How to Use It: This knowledge is valuable, use it to your advantage and list it as one of your strengths. While it is true there is some negativity associated with technology, it is something that will keep evolving. We can get ahead in life by evolving with it.
Did you Earn it?
My least favorite part of the Millennial stereotype is the term “entitled”. Knowing that I was going to graduate college inundated with debt, I spent my college career interning and working towards my goals, trying to get ahead. In my first job out of college I was promoted after 2 months, then again after another 6 months. I credit this to a combination of taking initiative and having a boss who believed in me, but hearing about how Millennials assume they deserve promotions they haven’t earned made me question it; did I earn this?
It took some self reflecting but I can confidently say yes; I attribute most of my career success to hard work and determination. Seeing my parents work as hard as they did while I was growing up instilled it in me: it may not always be something I want to do but it’s something I have to do.
How to Use It: The key item here is determination, which endures failure, setbacks, and lessons learned. It may not always be immediate and you will have to learn to be patient at times, but if you can overcome these trials and stay focused then you will succeed, and damn right you earned it.
If You’re the Smartest Person in the Room, You’re in the Wrong Room
This plays off the entitled part of the Millennial stereotype as well, and I live by these words. I strive to be the best I can be, and to do that I must consistently be evolving and willing to grow. This includes discomfort, feelings of inadequacy, and sometimes a good failure or two. If you are not doing these things, you are comfortable. If you are just comfortable, you are not growing. It’s a vicious cycle to get stuck on, and once you do it can be very difficult to get off.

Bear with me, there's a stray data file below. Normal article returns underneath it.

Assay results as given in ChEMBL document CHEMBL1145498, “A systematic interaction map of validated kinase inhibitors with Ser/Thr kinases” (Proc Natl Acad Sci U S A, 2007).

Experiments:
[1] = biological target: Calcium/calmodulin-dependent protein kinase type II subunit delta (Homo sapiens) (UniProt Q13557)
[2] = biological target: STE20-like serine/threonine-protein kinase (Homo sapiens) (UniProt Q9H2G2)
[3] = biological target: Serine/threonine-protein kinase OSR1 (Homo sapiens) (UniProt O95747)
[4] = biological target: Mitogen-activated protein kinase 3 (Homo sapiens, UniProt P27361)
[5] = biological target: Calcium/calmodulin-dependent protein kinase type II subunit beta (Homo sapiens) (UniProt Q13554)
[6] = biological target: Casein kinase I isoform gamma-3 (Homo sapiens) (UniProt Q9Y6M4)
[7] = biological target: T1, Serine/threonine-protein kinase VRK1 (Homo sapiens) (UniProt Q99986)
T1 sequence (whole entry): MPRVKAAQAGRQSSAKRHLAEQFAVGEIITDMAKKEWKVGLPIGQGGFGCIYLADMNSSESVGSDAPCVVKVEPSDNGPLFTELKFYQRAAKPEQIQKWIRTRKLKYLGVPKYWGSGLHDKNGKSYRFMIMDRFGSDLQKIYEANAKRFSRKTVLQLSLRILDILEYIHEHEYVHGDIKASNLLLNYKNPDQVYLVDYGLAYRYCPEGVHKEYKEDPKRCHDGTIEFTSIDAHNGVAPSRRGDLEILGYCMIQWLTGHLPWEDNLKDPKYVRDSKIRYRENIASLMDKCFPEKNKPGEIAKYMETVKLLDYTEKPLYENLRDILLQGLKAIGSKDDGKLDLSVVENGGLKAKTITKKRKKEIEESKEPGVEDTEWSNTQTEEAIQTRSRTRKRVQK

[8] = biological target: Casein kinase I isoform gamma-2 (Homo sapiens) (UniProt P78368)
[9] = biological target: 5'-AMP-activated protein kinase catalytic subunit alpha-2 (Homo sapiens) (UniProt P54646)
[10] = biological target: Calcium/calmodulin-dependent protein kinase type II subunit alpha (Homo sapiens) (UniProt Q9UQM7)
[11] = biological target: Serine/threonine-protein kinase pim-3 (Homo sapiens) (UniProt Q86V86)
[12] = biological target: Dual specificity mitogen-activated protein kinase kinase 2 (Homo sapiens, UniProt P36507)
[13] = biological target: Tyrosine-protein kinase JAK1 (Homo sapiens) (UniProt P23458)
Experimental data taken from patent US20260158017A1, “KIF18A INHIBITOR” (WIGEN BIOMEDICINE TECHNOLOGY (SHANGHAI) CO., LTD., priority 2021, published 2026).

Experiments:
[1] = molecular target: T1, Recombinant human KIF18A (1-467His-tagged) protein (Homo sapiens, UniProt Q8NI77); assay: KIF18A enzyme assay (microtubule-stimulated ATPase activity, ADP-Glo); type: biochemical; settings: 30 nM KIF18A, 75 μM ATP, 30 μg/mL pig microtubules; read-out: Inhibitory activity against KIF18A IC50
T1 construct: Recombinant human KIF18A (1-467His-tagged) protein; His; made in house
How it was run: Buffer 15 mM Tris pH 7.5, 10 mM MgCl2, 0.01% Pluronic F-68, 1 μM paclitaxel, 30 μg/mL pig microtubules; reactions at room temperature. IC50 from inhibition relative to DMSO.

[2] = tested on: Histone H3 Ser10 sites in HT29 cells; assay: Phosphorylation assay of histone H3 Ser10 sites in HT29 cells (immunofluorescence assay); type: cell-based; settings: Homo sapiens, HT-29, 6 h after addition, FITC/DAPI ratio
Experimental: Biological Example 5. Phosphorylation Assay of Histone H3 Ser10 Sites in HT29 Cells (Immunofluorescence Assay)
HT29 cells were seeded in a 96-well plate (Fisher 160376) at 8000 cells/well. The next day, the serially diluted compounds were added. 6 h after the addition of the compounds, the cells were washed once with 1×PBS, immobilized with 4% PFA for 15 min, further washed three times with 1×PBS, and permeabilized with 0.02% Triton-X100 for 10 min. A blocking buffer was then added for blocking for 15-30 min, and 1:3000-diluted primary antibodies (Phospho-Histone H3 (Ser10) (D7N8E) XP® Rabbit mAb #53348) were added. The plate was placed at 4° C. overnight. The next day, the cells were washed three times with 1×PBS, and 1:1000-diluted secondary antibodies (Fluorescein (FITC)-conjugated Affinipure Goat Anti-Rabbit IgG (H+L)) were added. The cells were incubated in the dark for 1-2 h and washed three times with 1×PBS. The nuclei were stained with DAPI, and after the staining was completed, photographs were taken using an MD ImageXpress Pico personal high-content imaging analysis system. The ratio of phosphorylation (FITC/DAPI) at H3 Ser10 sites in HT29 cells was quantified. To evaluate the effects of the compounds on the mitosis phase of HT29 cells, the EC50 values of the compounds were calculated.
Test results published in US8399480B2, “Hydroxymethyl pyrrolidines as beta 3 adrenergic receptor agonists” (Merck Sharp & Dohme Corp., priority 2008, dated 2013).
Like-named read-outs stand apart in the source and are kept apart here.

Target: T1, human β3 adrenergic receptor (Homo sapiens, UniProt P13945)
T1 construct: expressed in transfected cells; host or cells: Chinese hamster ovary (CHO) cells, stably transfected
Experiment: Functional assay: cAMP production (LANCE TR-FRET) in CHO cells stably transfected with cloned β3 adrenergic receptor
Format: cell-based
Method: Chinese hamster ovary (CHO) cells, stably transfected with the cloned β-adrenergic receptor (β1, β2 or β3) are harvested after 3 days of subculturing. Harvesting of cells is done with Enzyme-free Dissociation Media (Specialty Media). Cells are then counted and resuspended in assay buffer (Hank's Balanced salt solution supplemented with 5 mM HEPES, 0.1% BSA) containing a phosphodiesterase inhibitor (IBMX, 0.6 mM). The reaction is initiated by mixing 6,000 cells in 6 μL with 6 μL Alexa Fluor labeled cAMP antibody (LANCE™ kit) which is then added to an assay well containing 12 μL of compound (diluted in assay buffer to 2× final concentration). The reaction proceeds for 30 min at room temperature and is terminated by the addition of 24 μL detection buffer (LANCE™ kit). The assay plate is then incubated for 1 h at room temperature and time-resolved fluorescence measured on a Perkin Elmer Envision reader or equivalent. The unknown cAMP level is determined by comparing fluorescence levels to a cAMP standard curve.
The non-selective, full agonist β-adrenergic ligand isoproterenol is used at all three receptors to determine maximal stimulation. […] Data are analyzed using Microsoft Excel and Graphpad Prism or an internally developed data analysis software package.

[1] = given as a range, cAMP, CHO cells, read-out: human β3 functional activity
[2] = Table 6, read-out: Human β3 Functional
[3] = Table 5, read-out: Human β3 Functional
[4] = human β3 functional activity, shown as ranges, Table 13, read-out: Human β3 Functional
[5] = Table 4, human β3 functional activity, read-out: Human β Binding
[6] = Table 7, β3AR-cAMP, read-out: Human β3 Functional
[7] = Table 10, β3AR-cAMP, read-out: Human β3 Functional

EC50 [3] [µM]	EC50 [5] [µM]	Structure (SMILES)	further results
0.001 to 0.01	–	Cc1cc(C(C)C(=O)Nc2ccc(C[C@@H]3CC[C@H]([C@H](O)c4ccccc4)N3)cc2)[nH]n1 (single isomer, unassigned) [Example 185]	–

How to Use It: While it is ideal to find a company that you love enough to stay with and grow in, I live by the rule that if I ever feel like the challenge and ability to grow has halted, it’s time to move on. Once you’ve hit that plateau, what are you learning? How are you growing as a person and a professional? Timing and overall happiness definitely play a part in this too, but the most important thing you can do is to never stop building on yourself.
Confidence is Key
It is easy to look at a job and say “I don’t fit the qualifications. I only have 4 years experience, not 5. I am only proficient in excel, not advanced.” It’s easy to make excuses why you shouldn’t go for the things you want, what’s hard is telling yourself that you should.
Confidence is deeper than meeting qualifications or your perception of what others think of you; it has to do with what you see in yourself. Know your strengths and weaknesses; understand where you excel and where you can grow.
>How to Use It: Confidence is not about who you are now, but who you strive to be. Believe in your abilities and hold yourself accountable for the growth you need to get to the next step, and others will have confidence in you, too.
While success is not something that happens overnight, it is ok to take chances on yourself. Surround yourself with people who believe in you and learn from them, and most importantly use actions to tear these stereotypes down. Define what success means to you, and continuously work to improve yourself. The best way to shut them up is to prove them wrong, #AmIRight?!